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What is a Record?

A record is any document - in any format (paper or electronic, and yes even video) - created or received by you or your department - that allows you to conduct business. The value of a record is determined by content, not by format.

An easy test: If a document helps you perform your job description or documents the history and/or administration of your office, it is probably a record and should be handled appropriately. This includes email, tex tmessages and social media!

Common RecordsDisposable Records
Includes, but is not limited to:
  • correspondence
  • emails
  • forms
  • instant messages
  • committee minutes
  • memoranda
  • policy statements
  • budgets
  • SharePoint files
Records are mostly in paper or electronic formats. Electronic records can be on a computer drive, video, DVD or other
electronic format such as being Cloud based.

Note: the University's IT Department does not retain
email records on a backup server. It is the responsibility
of each individual to manage their email. Refer to
Managing Email section for tips.
These items may be discarded at will:
  • duplicate or convenience copies of correspondence
  • drafts of letters or reports
  • routing slips
  • correspondence not related to your job duties

How long do I keep a record?

You keep a record for the duration specified in a Records Schedule. These schedules are approved schedules that determine how long a record must be kept, and the correct disposal method. View What is a Records Schedule to learn more about schedules are set and where to find them. The value of a record is often determined by the following categories:

  • Administrative Value: The usefulness or significance of records to support ancillary operations and the routine management of an organization. Records having administrative value are generally considered useful or relevant to the execution of the activities that cause the record to be created and during the audit of those activities.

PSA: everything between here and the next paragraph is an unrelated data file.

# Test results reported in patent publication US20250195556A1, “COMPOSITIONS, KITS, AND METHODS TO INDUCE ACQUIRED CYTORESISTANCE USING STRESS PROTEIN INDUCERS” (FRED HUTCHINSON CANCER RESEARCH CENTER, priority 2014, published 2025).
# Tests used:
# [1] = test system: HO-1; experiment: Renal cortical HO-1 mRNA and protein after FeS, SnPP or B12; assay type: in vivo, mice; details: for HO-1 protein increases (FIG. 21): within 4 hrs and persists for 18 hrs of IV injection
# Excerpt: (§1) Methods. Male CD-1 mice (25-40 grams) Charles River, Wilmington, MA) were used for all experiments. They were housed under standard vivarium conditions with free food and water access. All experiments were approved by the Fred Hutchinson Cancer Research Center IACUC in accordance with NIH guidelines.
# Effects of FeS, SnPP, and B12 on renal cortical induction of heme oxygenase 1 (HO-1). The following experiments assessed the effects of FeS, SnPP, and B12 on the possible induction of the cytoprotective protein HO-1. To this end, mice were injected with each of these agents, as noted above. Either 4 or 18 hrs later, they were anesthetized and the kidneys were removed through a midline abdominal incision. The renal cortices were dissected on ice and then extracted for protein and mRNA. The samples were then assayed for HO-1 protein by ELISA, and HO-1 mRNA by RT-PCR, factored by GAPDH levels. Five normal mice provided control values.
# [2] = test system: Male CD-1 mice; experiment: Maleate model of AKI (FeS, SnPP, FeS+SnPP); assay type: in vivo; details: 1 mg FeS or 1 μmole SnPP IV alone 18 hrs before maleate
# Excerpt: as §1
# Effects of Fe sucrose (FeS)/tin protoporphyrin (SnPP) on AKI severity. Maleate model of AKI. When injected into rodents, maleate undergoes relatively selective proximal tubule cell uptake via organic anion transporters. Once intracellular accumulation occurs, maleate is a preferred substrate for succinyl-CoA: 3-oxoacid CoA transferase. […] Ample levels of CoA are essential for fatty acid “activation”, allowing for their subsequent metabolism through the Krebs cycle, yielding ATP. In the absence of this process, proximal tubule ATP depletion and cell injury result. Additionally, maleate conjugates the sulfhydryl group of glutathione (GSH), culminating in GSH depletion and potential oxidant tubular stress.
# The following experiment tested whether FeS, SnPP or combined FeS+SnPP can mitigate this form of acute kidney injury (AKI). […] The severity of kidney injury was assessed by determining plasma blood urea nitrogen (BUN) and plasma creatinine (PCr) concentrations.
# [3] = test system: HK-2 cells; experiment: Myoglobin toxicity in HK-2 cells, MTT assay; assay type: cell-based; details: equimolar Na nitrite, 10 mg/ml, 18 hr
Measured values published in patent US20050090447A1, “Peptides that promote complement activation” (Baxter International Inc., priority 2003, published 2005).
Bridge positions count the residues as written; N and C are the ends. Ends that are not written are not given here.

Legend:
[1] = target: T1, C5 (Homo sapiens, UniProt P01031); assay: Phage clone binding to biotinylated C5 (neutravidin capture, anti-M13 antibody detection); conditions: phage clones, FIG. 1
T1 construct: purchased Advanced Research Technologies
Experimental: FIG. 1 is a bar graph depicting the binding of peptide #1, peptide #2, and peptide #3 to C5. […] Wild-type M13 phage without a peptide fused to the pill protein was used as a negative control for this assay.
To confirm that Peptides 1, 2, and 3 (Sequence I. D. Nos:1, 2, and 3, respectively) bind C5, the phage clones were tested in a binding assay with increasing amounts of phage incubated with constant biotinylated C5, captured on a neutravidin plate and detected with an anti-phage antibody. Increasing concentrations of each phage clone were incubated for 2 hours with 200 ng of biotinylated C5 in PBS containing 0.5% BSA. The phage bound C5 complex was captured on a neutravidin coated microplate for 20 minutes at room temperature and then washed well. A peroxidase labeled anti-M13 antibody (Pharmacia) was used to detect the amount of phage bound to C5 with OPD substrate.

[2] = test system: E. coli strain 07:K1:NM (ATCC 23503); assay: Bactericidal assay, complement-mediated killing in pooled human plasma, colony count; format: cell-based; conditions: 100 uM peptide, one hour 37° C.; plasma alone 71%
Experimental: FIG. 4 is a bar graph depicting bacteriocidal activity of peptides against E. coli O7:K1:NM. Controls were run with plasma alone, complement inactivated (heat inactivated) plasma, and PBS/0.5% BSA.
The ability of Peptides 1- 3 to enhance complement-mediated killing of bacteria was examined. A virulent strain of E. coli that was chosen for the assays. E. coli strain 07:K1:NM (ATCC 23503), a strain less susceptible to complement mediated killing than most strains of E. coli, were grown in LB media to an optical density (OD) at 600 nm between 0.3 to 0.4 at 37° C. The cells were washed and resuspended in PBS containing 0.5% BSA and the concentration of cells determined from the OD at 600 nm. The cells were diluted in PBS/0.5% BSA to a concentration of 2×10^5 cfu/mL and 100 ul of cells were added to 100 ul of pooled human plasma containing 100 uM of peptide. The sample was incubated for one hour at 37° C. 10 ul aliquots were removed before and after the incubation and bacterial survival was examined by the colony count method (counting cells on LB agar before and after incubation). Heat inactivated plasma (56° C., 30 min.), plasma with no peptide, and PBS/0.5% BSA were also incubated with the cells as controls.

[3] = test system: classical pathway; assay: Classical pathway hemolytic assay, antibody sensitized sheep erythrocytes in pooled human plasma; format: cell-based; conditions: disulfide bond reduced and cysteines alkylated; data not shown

• Fiscal Value: The usefulness or significance of records containing financial information that is necessary to conduct current or future business or that serves as evidence of financial transactions.
  • Historical Value: The usefulness of records for historical research concerning an organization’s functions and development, or for information about persons, places, or events.
  • Legal Value: The usefulness or significance of records to document and protect the rights and interests of an individual or organization, to provide for defense in litigation, to demonstrate compliance with laws and regulations, or to meet other legal needs.
  • Research or informational value: Within the University environment, records often have research value. This is the value or significance to the materials based upon their content, independent of any intrinsic or evidential value.

Am I responsible for every record I receive?

Although documents that you receive in the course of business are records, you may not be responsible for long-term maintenance of all of them. In most cases where documents are disseminated, such as in the case of correspondence or committee minutes, the records creator (in these examples, the sender or the committee chair) holds the copy of record, which is the official, long-term copy that must be held for public records purposes. All other copies are considered convenience copies and usually have shorter retention times.